The demolition of 99 Hudson Street, NYC
Not all construction projects involve building. Some projects, as Evergreen Construction owner Barbara Kavovit can attest, are just as gratifying when being destroyed. 99 Hudson Street in New York City was most recently occupied by the production company of the late Harvey Weinstein, who was publicly convicted of multiple counts of sexual assault. When Barbara Kavovit received a call asking her company to bid on the building's demolition, she worked tirelessly to win the business as a victory for all women around the world who have ever had to endure sexism, assault, or disrespect from male colleagues. Barbara brought on a women-led team, including a 35% female demolition crew, to bring the building down. She even took a hammer to a few of the walls herself, stating that “It was a shift [in the industry] to me that as a woman-owned business we got hired to take down Harvey Weinstein's offices.” The new offices that have been built in its place were designed with transparency in mind, giving a feeling of openness and inclusivity.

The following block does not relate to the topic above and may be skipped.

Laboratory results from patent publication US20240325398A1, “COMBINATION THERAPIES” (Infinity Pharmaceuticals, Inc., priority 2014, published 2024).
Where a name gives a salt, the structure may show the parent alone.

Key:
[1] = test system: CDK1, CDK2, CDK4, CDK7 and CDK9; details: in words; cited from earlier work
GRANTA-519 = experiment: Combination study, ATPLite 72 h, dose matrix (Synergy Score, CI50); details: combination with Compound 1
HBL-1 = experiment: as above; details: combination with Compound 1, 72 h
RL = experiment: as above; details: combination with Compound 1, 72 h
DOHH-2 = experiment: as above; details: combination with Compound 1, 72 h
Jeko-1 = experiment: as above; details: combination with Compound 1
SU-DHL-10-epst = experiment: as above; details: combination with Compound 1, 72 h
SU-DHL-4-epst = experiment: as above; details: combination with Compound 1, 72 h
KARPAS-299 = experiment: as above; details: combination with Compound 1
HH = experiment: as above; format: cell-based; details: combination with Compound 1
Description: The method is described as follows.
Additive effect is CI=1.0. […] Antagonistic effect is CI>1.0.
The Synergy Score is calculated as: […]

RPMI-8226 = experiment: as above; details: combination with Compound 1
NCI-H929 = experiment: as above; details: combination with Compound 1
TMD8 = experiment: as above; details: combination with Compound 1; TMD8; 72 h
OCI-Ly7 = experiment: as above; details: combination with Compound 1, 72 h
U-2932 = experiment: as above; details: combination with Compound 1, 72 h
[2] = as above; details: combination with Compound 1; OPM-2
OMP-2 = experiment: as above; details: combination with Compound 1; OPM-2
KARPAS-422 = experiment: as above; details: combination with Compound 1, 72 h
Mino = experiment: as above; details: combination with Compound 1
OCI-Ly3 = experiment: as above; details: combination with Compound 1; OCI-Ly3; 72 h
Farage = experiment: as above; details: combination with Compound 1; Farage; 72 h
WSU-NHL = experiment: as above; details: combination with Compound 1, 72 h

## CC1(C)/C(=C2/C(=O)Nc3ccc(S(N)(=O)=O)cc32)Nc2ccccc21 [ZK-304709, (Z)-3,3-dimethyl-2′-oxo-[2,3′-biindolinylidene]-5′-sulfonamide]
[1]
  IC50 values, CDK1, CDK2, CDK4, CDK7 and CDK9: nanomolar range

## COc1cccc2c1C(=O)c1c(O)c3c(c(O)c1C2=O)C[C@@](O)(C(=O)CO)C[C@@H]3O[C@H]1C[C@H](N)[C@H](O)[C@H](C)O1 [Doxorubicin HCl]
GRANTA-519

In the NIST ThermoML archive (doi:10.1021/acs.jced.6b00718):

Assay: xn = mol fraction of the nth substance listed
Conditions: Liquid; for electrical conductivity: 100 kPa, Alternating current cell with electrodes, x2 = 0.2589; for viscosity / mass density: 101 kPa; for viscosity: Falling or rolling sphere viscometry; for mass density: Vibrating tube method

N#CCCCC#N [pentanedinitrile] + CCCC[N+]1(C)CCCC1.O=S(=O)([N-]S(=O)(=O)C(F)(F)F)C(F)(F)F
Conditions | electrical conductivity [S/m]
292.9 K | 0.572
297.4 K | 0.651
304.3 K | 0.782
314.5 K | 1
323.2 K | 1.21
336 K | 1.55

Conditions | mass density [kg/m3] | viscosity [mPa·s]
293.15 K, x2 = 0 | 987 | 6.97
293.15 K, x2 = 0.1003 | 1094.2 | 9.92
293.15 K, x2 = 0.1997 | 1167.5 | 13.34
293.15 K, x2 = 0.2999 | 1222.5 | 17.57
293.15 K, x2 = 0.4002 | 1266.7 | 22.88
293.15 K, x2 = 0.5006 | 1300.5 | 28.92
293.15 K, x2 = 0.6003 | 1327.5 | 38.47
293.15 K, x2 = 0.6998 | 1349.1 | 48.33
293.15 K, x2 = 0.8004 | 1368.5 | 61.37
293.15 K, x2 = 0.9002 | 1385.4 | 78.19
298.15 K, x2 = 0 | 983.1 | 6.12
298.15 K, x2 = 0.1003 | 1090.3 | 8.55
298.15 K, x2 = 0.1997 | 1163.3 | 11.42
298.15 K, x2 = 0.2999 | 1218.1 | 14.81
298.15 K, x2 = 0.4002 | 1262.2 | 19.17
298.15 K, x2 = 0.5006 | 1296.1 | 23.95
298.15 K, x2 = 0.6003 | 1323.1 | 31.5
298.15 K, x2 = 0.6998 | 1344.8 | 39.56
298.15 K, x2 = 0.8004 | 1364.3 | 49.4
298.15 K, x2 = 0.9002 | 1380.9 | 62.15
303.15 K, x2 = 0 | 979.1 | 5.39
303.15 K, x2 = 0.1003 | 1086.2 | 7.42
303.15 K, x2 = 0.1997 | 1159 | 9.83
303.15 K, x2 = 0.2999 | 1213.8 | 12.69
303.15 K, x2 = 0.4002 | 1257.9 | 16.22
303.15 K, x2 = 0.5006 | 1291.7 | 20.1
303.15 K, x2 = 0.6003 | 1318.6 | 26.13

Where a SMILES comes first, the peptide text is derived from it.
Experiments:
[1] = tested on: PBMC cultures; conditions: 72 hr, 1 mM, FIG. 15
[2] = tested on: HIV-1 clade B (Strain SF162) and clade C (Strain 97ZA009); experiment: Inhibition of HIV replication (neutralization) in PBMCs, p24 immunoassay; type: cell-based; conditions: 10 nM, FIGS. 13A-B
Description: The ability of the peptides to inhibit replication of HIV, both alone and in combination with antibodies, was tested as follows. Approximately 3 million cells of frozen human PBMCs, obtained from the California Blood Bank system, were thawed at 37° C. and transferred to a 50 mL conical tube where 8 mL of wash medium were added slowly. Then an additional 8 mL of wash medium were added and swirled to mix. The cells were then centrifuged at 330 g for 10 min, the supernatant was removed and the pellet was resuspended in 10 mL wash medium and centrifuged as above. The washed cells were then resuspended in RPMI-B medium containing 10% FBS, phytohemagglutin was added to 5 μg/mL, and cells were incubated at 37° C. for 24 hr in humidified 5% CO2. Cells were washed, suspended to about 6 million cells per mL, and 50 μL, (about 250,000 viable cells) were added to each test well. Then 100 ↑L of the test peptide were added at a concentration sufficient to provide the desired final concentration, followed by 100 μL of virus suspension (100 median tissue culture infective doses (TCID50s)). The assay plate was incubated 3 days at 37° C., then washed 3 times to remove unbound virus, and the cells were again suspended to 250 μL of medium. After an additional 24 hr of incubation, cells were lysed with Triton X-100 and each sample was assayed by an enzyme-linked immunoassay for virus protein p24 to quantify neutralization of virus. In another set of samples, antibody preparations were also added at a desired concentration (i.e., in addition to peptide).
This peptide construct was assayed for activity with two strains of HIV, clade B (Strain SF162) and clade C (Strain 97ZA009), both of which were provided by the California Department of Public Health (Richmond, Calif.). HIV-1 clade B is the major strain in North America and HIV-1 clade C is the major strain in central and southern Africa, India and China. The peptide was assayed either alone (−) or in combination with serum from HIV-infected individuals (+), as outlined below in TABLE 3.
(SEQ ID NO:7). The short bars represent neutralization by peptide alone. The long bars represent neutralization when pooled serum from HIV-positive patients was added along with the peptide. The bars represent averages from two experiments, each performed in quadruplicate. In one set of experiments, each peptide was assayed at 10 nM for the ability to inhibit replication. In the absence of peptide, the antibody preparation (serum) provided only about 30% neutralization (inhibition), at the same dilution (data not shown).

The National Association of Women in Construction now has over 117 local chapters across the United States, which makes it very easy for female builders to connect with our network of professionals. Membership is open to all construction women and NAWIC is able to provide members with amazing resources to help them gain confidence in their abilities and develop more leadership skills. Any female builders interested in becoming a NAWIC member can apply for membership by using either the online form or downloadable application to fill out and mail in - both of which are available on the NAWIC website. There are also several membership options available with flexible pricing and membership terms. To learn more about the female builders and powerful construction women involved in NAWIC or if you have any questions about membership, contact us through our social media pages.